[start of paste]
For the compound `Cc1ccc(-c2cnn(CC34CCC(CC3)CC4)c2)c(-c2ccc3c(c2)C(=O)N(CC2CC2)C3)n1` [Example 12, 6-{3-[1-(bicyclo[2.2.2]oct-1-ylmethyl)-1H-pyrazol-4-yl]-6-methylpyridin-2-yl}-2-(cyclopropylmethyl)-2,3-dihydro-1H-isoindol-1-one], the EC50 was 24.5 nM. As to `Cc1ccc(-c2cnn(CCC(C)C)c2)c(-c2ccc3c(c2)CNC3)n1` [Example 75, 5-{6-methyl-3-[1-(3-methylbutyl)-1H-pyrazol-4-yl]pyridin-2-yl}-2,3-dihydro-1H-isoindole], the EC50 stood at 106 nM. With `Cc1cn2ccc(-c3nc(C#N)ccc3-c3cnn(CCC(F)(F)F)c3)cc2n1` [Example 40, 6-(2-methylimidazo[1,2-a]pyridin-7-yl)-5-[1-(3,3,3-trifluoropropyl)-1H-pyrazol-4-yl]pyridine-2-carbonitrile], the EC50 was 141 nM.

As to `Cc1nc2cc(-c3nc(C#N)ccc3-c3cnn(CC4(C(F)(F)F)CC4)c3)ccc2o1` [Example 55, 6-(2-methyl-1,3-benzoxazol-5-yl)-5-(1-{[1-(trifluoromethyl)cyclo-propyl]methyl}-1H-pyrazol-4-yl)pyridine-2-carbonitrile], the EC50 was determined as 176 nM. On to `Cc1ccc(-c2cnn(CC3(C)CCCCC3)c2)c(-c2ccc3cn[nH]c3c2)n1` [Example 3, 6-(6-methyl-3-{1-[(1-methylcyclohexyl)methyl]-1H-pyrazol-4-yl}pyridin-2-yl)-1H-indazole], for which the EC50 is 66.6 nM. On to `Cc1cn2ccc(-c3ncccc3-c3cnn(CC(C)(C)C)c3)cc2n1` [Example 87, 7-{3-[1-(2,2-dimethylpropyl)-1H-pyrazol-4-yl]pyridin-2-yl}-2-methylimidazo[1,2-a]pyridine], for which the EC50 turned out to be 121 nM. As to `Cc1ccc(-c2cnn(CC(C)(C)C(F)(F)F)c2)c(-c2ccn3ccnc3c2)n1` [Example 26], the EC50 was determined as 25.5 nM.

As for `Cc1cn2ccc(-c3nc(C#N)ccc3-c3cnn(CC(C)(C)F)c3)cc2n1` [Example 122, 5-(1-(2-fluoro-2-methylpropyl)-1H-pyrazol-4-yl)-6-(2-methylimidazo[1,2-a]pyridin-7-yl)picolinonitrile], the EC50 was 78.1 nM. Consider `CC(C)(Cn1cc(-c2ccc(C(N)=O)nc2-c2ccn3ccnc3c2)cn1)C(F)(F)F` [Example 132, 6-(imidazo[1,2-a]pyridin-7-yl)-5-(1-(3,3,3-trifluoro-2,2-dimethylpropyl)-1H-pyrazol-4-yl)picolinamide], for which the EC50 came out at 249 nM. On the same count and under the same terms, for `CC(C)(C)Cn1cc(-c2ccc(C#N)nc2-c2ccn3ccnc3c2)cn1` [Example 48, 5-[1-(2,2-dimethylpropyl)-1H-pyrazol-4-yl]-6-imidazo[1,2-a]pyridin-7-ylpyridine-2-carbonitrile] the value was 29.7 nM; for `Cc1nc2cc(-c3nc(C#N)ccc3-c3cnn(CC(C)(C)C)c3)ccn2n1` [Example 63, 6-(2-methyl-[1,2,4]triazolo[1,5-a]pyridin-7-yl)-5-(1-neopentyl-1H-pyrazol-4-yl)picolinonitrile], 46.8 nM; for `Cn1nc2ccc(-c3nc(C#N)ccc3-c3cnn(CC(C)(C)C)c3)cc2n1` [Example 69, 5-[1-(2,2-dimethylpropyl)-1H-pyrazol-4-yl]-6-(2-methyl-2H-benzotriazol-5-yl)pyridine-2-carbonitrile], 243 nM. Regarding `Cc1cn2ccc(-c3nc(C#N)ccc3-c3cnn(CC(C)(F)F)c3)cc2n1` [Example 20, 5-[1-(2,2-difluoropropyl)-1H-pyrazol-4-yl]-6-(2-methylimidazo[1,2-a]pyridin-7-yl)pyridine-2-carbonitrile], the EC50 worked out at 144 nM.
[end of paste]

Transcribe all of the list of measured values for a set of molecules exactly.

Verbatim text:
For the compound `Cc1ccc(-c2cnn(CC34CCC(CC3)CC4)c2)c(-c2ccc3c(c2)C(=O)N(CC2CC2)C3)n1` [Example 12, 6-{3-[1-(bicyclo[2.2.2]oct-1-ylmethyl)-1H-pyrazol-4-yl]-6-methylpyridin-2-yl}-2-(cyclopropylmethyl)-2,3-dihydro-1H-isoindol-1-one], the EC50 was 24.5 nM. As to `Cc1ccc(-c2cnn(CCC(C)C)c2)c(-c2ccc3c(c2)CNC3)n1` [Example 75, 5-{6-methyl-3-[1-(3-methylbutyl)-1H-pyrazol-4-yl]pyridin-2-yl}-2,3-dihydro-1H-isoindole], the EC50 stood at 106 nM. With `Cc1cn2ccc(-c3nc(C#N)ccc3-c3cnn(CCC(F)(F)F)c3)cc2n1` [Example 40, 6-(2-methylimidazo[1,2-a]pyridin-7-yl)-5-[1-(3,3,3-trifluoropropyl)-1H-pyrazol-4-yl]pyridine-2-carbonitrile], the EC50 was 141 nM.

As to `Cc1nc2cc(-c3nc(C#N)ccc3-c3cnn(CC4(C(F)(F)F)CC4)c3)ccc2o1` [Example 55, 6-(2-methyl-1,3-benzoxazol-5-yl)-5-(1-{[1-(trifluoromethyl)cyclo-propyl]methyl}-1H-pyrazol-4-yl)pyridine-2-carbonitrile], the EC50 was determined as 176 nM. On to `Cc1ccc(-c2cnn(CC3(C)CCCCC3)c2)c(-c2ccc3cn[nH]c3c2)n1` [Example 3, 6-(6-methyl-3-{1-[(1-methylcyclohexyl)methyl]-1H-pyrazol-4-yl}pyridin-2-yl)-1H-indazole], for which the EC50 is 66.6 nM. On to `Cc1cn2ccc(-c3ncccc3-c3cnn(CC(C)(C)C)c3)cc2n1` [Example 87, 7-{3-[1-(2,2-dimethylpropyl)-1H-pyrazol-4-yl]pyridin-2-yl}-2-methylimidazo[1,2-a]pyridine], for which the EC50 turned out to be 121 nM. As to `Cc1ccc(-c2cnn(CC(C)(C)C(F)(F)F)c2)c(-c2ccn3ccnc3c2)n1` [Example 26], the EC50 was determined as 25.5 nM.

As for `Cc1cn2ccc(-c3nc(C#N)ccc3-c3cnn(CC(C)(C)F)c3)cc2n1` [Example 122, 5-(1-(2-fluoro-2-methylpropyl)-1H-pyrazol-4-yl)-6-(2-methylimidazo[1,2-a]pyridin-7-yl)picolinonitrile], the EC50 was 78.1 nM. Consider `CC(C)(Cn1cc(-c2ccc(C(N)=O)nc2-c2ccn3ccnc3c2)cn1)C(F)(F)F` [Example 132, 6-(imidazo[1,2-a]pyridin-7-yl)-5-(1-(3,3,3-trifluoro-2,2-dimethylpropyl)-1H-pyrazol-4-yl)picolinamide], for which the EC50 came out at 249 nM. On the same count and under the same terms, for `CC(C)(C)Cn1cc(-c2ccc(C#N)nc2-c2ccn3ccnc3c2)cn1` [Example 48, 5-[1-(2,2-dimethylpropyl)-1H-pyrazol-4-yl]-6-imidazo[1,2-a]pyridin-7-ylpyridine-2-carbonitrile] the value was 29.7 nM; for `Cc1nc2cc(-c3nc(C#N)ccc3-c3cnn(CC(C)(C)C)c3)ccn2n1` [Example 63, 6-(2-methyl-[1,2,4]triazolo[1,5-a]pyridin-7-yl)-5-(1-neopentyl-1H-pyrazol-4-yl)picolinonitrile], 46.8 nM; for `Cn1nc2ccc(-c3nc(C#N)ccc3-c3cnn(CC(C)(C)C)c3)cc2n1` [Example 69, 5-[1-(2,2-dimethylpropyl)-1H-pyrazol-4-yl]-6-(2-methyl-2H-benzotriazol-5-yl)pyridine-2-carbonitrile], 243 nM. Regarding `Cc1cn2ccc(-c3nc(C#N)ccc3-c3cnn(CC(C)(F)F)c3)cc2n1` [Example 20, 5-[1-(2,2-difluoropropyl)-1H-pyrazol-4-yl]-6-(2-methylimidazo[1,2-a]pyridin-7-yl)pyridine-2-carbonitrile], the EC50 worked out at 144 nM.